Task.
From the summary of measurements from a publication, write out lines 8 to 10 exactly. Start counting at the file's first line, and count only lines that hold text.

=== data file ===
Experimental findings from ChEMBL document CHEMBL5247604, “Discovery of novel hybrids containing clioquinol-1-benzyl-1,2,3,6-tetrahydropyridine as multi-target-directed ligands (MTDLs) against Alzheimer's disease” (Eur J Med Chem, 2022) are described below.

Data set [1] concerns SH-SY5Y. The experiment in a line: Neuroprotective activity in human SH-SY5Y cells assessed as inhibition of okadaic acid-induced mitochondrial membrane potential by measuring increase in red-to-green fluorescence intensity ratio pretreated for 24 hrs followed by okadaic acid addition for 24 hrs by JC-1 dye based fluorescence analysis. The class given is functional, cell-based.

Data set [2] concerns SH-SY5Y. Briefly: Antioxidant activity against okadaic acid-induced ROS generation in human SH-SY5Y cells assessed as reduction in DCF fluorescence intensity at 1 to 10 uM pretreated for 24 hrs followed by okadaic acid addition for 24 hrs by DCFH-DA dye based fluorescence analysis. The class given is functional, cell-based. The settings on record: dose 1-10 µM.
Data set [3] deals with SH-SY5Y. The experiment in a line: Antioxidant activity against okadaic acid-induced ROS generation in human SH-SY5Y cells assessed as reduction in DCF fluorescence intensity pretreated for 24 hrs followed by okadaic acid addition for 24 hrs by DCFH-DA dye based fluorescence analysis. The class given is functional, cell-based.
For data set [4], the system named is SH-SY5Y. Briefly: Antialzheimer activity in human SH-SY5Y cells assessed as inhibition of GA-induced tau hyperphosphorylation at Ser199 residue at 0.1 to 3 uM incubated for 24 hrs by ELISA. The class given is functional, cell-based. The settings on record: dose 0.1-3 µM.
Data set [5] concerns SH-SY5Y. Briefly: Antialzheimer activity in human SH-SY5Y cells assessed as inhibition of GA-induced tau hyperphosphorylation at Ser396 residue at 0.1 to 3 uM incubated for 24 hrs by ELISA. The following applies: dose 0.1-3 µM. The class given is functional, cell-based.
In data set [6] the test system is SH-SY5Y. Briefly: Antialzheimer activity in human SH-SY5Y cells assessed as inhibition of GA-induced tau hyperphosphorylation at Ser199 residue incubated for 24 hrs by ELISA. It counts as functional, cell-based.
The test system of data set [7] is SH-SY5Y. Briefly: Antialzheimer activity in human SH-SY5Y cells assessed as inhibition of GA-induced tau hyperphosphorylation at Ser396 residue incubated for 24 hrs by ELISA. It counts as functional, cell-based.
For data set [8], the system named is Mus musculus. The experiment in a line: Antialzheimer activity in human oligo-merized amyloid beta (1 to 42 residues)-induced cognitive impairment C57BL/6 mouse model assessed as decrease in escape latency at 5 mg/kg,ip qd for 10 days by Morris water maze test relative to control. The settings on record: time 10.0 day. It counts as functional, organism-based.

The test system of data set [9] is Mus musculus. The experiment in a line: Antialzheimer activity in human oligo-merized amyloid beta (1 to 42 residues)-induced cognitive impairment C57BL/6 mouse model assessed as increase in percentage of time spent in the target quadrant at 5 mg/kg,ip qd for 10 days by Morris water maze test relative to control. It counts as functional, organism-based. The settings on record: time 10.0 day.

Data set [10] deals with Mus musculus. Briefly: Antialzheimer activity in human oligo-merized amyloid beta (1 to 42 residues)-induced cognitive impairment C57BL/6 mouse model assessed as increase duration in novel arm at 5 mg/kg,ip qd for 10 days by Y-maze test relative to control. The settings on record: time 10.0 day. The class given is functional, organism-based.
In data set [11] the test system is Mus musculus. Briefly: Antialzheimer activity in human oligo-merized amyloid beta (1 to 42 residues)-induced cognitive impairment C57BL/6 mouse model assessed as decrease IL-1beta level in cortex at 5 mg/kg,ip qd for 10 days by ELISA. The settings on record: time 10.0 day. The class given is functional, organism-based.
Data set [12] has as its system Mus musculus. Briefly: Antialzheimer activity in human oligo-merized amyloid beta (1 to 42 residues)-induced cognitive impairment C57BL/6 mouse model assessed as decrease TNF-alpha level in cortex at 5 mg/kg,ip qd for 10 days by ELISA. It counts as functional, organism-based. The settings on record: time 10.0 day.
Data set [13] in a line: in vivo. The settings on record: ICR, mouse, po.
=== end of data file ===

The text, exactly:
The test system of data set [7] is SH-SY5Y. Briefly: Antialzheimer activity in human SH-SY5Y cells assessed as inhibition of GA-induced tau hyperphosphorylation at Ser396 residue incubated for 24 hrs by ELISA. It counts as functional, cell-based.
For data set [8], the system named is Mus musculus. The experiment in a line: Antialzheimer activity in human oligo-merized amyloid beta (1 to 42 residues)-induced cognitive impairment C57BL/6 mouse model assessed as decrease in escape latency at 5 mg/kg,ip qd for 10 days by Morris water maze test relative to control. The settings on record: time 10.0 day. It counts as functional, organism-based.

The test system of data set [9] is Mus musculus. The experiment in a line: Antialzheimer activity in human oligo-merized amyloid beta (1 to 42 residues)-induced cognitive impairment C57BL/6 mouse model assessed as increase in percentage of time spent in the target quadrant at 5 mg/kg,ip qd for 10 days by Morris water maze test relative to control. It counts as functional, organism-based. The settings on record: time 10.0 day.